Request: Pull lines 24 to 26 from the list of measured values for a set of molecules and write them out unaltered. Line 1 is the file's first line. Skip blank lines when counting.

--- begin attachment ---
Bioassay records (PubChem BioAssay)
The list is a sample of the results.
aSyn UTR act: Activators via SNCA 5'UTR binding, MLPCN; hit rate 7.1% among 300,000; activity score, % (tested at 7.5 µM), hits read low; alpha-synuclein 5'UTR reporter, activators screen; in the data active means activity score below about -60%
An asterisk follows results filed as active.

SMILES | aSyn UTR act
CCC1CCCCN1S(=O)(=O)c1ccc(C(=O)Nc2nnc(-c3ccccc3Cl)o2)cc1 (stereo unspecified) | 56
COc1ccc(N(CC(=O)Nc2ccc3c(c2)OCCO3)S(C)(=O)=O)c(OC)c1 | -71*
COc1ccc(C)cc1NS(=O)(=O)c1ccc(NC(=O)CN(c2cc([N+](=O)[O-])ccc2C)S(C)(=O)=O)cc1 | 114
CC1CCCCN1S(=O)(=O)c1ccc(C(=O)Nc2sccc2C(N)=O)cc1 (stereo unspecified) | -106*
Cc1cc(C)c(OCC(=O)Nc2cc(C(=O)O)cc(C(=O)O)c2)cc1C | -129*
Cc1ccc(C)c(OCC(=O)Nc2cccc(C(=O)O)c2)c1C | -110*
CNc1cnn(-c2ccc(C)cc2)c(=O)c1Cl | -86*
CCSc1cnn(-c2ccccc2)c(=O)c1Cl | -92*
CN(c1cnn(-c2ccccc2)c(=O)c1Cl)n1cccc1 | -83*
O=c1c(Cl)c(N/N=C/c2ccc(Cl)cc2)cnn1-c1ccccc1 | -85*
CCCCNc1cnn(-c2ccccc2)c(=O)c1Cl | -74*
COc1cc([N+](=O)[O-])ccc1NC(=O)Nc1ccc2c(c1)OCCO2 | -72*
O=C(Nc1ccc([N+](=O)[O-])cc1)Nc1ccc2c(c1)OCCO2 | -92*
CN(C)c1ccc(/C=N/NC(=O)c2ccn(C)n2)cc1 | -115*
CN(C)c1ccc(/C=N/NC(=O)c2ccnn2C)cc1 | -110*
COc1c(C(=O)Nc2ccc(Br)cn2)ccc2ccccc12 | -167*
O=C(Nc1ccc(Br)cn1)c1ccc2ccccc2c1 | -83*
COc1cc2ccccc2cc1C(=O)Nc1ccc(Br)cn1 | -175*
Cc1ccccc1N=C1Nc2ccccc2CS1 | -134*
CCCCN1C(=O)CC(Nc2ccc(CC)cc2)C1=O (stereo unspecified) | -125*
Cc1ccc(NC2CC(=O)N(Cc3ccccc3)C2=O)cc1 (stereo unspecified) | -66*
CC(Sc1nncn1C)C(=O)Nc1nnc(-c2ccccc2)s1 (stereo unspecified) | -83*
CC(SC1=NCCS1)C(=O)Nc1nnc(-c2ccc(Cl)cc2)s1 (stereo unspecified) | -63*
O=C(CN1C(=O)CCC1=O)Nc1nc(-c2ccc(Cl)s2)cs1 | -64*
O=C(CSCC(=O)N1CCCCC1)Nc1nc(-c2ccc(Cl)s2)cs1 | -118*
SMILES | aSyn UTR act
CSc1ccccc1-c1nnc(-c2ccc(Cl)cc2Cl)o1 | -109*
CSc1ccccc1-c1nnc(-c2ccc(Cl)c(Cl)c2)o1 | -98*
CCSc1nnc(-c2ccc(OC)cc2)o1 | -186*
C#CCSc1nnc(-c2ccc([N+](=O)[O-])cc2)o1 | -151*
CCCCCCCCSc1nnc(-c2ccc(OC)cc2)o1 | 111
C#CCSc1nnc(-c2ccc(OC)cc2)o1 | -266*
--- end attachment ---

Cc1ccccc1N=C1Nc2ccccc2CS1 | -134*
CCCCN1C(=O)CC(Nc2ccc(CC)cc2)C1=O (stereo unspecified) | -125*
Cc1ccc(NC2CC(=O)N(Cc3ccccc3)C2=O)cc1 (stereo unspecified) | -66*